FUJAIRAH // Wilhelmina van de Weg will not reveal how may children she has delivered. But people agree that every family in the emirate has a relative who has entered the world with the midwife's help.
Minie, or Muna as she is known to the Emirati community, and her friend Joan Elliot built the first maternity ward on the east coast in 1967.
The creation of the Fujairah Maternity Hospital and its daily life are now documented in the photo book Focus on Fujairah: Through Minie's Lense, 1964-2000. The book also documents Minie's travels on the east coast.
Hers was the only clinic from Musandam to Muscat. The region had almost no access to modern medicine and its people suffered from high rates of malaria, infant mortality and death during childbirth.
Joan and Minie, who met at the University of Glasgow, where they studied nursing and midwifery, were not only nurses, they were mechanics, electricians, dentists and builders. Joan left the Emirates in the 1970s due to ill health, but Minie still lives in the compound of the maternity hospital that they built.
"Fujairah wouldn't really exist if it wasn't for Minie," says Victoria Algate, the book's graphic designer and one four friends who convinced Minie to document her life.
Minie, who has a saint's modesty and a doctor's discretion, was born in Indonesia to Dutch parents. Initially, she refused to be part of the book, and said perhaps one day her friends could write down her memories and publish them after her death.
Then they discovered Minie's carefully guarded photo collection: about 1,700 snapshots from 1964.
The book begins with Minie and Joan's arrival by freighter in Dubai, from Casablanca.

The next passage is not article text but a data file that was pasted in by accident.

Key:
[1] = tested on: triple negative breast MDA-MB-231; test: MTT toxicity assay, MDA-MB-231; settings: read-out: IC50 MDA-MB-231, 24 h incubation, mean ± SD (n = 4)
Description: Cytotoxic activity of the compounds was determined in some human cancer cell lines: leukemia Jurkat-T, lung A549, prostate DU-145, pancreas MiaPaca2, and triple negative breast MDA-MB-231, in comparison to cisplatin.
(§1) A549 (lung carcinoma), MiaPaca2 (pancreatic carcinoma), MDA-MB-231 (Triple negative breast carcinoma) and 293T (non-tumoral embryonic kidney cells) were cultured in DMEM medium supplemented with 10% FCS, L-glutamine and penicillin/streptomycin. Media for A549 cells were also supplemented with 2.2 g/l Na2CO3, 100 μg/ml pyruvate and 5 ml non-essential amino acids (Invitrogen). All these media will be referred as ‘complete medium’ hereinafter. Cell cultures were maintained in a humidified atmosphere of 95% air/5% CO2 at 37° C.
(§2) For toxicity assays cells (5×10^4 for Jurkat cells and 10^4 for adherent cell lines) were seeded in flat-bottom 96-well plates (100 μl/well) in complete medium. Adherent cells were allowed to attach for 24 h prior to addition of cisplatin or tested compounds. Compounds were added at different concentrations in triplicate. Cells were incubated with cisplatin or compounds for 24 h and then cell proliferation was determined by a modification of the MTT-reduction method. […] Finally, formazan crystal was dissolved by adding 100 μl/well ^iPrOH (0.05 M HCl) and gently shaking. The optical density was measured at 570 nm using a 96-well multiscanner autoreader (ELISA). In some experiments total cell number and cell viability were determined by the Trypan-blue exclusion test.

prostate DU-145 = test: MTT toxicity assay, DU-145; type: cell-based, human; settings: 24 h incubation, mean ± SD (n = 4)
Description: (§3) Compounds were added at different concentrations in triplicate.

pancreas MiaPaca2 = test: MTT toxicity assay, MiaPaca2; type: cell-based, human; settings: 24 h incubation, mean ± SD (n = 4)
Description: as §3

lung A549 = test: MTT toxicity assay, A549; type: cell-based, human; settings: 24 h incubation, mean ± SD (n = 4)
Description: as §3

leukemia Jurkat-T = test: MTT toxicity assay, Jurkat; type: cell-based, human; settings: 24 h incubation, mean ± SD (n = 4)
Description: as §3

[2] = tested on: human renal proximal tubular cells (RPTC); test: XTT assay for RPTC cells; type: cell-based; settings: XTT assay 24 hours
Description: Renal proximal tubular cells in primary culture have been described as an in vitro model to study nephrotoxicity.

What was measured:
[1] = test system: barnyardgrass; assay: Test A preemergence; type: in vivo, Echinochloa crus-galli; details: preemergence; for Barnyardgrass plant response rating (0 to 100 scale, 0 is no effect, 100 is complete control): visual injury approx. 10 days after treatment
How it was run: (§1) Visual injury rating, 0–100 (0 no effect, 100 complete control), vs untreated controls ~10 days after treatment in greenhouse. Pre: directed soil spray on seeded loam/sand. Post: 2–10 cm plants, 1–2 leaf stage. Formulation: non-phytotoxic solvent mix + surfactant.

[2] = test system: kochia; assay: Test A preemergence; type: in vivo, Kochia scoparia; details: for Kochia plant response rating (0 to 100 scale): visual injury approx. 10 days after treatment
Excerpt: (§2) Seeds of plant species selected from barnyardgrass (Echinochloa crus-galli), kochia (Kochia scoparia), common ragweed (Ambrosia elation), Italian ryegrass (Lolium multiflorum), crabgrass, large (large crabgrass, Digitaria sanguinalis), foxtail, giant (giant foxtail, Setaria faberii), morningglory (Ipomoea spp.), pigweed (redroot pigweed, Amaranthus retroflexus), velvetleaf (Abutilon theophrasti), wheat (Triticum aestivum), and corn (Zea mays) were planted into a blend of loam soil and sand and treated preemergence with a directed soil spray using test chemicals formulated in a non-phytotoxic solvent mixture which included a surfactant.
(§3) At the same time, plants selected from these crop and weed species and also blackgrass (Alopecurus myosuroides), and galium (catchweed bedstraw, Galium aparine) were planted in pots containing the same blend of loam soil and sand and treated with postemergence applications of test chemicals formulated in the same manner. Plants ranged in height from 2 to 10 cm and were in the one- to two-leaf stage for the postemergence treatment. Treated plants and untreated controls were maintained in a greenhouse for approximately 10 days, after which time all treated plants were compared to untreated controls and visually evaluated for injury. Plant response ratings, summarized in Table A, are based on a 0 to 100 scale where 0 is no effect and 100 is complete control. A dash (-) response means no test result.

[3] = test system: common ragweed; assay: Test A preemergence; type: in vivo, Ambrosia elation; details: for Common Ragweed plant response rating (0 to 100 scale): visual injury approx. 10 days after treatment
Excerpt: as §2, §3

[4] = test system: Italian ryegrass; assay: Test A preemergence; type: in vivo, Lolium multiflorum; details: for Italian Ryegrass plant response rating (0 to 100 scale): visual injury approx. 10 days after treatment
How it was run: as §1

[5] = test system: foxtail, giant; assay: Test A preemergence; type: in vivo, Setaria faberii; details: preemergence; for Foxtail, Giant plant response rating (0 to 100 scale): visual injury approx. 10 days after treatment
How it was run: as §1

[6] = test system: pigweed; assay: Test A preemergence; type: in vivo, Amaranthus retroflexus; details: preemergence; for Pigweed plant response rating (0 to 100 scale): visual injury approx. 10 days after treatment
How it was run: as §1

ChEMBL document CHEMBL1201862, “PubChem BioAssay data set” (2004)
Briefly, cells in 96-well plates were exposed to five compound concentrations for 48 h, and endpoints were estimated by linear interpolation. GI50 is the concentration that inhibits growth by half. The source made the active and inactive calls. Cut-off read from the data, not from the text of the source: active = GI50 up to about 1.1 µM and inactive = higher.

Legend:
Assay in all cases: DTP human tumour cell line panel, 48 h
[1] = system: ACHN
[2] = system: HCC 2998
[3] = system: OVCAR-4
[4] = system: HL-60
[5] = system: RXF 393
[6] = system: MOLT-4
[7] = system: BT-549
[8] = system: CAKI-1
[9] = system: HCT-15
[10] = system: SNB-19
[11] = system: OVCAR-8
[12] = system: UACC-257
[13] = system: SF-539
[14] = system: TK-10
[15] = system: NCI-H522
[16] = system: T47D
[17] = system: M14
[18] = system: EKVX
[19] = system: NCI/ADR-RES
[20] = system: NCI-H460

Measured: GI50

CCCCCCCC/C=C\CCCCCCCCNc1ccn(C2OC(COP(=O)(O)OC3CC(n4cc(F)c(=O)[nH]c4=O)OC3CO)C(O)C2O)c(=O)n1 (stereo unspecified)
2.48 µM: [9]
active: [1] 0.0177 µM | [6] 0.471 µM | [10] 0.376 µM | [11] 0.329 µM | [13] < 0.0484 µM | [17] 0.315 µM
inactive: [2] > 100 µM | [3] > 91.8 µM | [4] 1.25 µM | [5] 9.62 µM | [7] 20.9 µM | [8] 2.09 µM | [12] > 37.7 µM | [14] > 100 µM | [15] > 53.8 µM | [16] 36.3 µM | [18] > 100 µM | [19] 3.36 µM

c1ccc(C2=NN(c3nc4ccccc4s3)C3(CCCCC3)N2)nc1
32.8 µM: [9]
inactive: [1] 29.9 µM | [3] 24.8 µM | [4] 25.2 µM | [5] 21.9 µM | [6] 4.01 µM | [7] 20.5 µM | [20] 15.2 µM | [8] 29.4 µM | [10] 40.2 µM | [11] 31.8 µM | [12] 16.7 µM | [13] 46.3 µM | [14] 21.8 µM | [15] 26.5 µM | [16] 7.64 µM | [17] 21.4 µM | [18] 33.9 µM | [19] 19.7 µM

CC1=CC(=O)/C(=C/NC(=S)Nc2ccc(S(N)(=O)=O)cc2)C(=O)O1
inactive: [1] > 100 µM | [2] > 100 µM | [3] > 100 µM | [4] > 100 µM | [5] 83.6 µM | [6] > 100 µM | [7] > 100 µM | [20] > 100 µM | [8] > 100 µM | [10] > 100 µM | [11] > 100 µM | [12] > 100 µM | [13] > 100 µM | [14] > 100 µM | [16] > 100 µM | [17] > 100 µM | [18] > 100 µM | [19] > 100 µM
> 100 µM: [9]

The tome has little text; a short biography of Minie's life and a line or two attached to each photo. The captions were narrated by Minie to the other friends who helped create the book: Sheikh Abdullah bin Suhail Al Sharqi, a member of the Fujairah ruling family, the archaeologist Michele Ziolkowski, and Salam Baldwin Khoury.
Still spry at age 80, Minie brings the book to life when she flips through the pages for a guest. She can recall the family tree of each woman in the book, the dates of wadi floods that stopped overland travel for 12 days, and how men crowded onto the Land Rover "taxi" with goats and cargo below them, and chickens in palm-frond baskets on the side of the vehicle.
In a 1968 photo of a blind woman being helped onto a donkey by her granddaughter, the women are so slight that today one might mistake them for children.
"Now, this granddaughter, I don't know how many of her children we have already delivered," Minie says with evident pride.
Another photo captures the crowds of women outside the clinic one morning, sitting and squatting with their children. Some had gathered an hour before the clinic opened at 6am. It was a normal day, said Minie.
"You never [saw] them before, then you had to deal with them to deliver them," she says. "So at the end we tried to get them to come at least once [before delivery] so we can give them iron tablets.
"There was much malaria here at that time. And then when they came into labour I didn't know if the labour brought on the malaria or the malaria brought on the labour."
Minie and Joan treated everything from toothaches to backaches, receiving medical supplies annually from Sweden and Great Britain.
"It was very simple, iron tablets, things people needed most," says Minie.
Minie and Joan had learnt while working at clinics in Sharjah and Ras Al Khaimah that women who complained of backaches could often be "cured" with malaria tablets.
Word of the clinic in Fujairah spread up and down the coast and across the Gulf.
"The grapevine works very fast here," Minie says. "Even people in Iran had heard that our tablets helped. They thought it was pregnancy tablets. But it was just they were so anaemic they couldn't get pregnant."
The photographs are testimony to the physical and mental strength of the women, who are shown wearing loose, knee-length dresses, sometimes with trousers underneath. The pictures capture them at work, changing tyres, setting the foundations for a new clinic and checking generators.
The clinic was almost a charity operation - a delivery cost Dh55. But it was the sense of family that brought in Fujairah families.
"There are lots of government hospitals and private hospitals but at the same time people insist to come back to this place," says Sheikh Abdullah. "For lots of low-income people this project is most important. The main thing for us really, is that we hope it will continue after Minie."
Minie is still active at the clinic.
"Oh yes, I visit the babies twice a day to make sure they're OK," she says.